Venture HS and Newcomer Center settle into new home

Venture sign in front of Ferguson Education Center

Newcomer Center sign in front of Ferguson Education Center

“It’s like an arranged marriage, but it’s working out well.”

That’s how Venture High School Principal Beverley McReynolds described what it’s like sharing a campus with Newcomer Center. Both schools, Venture and Newcomer, moved to Ferguson Education Center over the summer following the 2014-2015 school year.

The Ferguson building had been home to Ferguson Junior High. However, a comprehensive district facilities assessment conducted prior to the 2014 bond package determined the AISD had two more junior high buildings than it needed. So the difficult decision was made to close Ferguson Junior High and rezone its students to nearby Ousley Junior High.

That opened up the Ferguson building, which was still relatively young and in excellent shape. So Newcomer and Venture moved in for the 2015-2016 school year, giving both schools better, newer facilities, and clearing up much-needed space in Newcomer’s previous location at Workman Junior High.

Venture, formerly located in a repurposed grocery store building, is an alternative high school that seeks to serve students who struggle in the traditional campus setting. Teachers spend a lot of one-on-one time with students, identifying their individual needs and structuring their education to best suit their learning styles. While the subjects of classes are the same as at traditional schools, the classes are smaller and students can move at their own pace.

Newcomer serves students in grades seven through 10 who are new to the United States, teaching them English so they can transition as quickly and smoothly as possible to their home campuses. All teachers are ESL certified and teach the same core courses offered at traditional schools. Students stay at Newcomer for up to two years, depending on how quickly they pick up English.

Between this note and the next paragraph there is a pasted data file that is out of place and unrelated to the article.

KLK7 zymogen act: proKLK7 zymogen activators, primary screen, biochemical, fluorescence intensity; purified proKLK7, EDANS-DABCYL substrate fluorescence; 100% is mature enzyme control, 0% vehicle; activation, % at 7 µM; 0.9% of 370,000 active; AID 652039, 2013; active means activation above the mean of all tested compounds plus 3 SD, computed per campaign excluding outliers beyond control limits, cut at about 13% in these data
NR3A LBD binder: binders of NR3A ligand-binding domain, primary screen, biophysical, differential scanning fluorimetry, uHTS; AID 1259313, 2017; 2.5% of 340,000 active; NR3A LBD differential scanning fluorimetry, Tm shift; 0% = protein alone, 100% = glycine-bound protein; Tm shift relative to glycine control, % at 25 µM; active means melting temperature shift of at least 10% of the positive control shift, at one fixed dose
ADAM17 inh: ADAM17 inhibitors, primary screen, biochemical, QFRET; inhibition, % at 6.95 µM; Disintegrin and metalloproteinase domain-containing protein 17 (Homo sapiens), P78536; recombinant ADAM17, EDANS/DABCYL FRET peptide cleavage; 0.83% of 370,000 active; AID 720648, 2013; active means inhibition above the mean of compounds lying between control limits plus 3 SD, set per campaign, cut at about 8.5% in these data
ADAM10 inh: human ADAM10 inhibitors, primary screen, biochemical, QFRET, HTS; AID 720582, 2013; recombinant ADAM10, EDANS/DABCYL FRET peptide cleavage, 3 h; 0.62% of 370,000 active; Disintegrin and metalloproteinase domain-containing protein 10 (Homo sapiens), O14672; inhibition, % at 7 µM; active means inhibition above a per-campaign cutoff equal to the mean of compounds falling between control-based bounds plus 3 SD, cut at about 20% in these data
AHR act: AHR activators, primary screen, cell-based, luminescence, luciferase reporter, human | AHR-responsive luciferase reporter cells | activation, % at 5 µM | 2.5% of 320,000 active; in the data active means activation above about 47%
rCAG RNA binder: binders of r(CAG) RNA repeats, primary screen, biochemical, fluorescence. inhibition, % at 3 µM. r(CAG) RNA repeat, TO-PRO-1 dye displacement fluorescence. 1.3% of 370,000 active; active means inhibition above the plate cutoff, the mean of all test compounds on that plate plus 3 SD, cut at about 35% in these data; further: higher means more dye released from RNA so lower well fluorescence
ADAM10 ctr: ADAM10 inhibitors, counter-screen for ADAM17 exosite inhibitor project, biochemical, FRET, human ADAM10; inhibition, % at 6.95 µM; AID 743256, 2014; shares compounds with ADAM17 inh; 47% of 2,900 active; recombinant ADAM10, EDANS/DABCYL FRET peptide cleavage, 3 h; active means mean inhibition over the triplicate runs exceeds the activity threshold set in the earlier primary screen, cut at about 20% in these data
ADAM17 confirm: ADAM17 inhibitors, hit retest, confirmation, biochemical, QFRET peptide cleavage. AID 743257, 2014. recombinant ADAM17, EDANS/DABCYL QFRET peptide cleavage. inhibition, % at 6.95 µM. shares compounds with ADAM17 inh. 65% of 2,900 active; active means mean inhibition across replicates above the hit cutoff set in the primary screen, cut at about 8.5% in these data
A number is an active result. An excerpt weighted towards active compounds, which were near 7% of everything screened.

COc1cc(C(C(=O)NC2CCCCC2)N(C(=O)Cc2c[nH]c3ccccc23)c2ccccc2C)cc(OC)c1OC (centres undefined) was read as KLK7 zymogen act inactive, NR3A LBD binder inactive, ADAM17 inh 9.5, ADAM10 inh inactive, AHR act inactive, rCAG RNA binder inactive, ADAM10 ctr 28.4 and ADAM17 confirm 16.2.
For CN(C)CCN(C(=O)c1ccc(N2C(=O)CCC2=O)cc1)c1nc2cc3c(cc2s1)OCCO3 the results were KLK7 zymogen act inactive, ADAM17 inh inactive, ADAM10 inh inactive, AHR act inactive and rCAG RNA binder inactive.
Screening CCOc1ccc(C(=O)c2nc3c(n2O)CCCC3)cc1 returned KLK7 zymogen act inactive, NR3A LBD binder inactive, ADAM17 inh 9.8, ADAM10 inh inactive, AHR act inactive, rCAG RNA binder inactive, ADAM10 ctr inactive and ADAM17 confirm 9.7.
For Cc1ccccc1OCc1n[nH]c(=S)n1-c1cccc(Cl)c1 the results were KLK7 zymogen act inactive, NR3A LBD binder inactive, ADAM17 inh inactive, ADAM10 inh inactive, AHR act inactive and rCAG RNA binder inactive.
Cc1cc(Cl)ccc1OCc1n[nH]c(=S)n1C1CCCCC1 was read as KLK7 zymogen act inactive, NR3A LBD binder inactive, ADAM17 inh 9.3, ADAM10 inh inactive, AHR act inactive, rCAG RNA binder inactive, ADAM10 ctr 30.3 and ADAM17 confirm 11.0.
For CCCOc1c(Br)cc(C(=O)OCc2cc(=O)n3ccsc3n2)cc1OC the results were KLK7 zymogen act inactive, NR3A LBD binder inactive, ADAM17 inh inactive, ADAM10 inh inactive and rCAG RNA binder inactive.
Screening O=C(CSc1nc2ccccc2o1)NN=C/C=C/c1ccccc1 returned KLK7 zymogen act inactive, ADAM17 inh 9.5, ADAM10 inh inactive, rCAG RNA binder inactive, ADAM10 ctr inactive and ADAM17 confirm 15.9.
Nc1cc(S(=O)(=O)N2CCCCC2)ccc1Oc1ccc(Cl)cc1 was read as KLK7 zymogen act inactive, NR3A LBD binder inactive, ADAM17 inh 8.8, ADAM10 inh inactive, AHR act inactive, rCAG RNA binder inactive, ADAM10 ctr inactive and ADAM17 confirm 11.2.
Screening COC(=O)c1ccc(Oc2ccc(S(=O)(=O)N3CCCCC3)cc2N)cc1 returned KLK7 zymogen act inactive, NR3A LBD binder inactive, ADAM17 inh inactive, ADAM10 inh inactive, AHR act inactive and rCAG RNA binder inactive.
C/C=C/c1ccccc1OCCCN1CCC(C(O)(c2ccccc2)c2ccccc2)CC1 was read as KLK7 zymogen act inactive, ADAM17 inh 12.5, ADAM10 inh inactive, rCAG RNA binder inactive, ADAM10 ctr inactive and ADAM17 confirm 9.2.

Though the newer Ferguson building sounded nice, faculty from both schools were apprehensive when they first heard they would be moving there, and they felt uncertain about sharing the same campus. For both school communities, maintaining their culture and educational model was and is very important. No one was willing to let either suffer.

“I anticipated there would be some fear of the unknown,” Newcomer Principal Christy Strybosch said.

But after a semester together, they had “worked out a good relationship,” McReynolds said.

“I’d say yeah, this is working,” she added.

In fact, it’s working quite well. Though moving entire schools was a huge undertaking – and the beginning was a little chaotic – the apprehension is now gone.

McReynolds and Strybosch give a lot of credit for the successful move to the AISD maintenance department, which moved all the books, furniture, technology and more last summer. Then Ferguson’s janitorial staff helped make all the logistics work out as smoothly as possible and made the school itself look great. And finally the teachers handled everything adeptly, worked together and turned a period of uncertainty into a positive transition.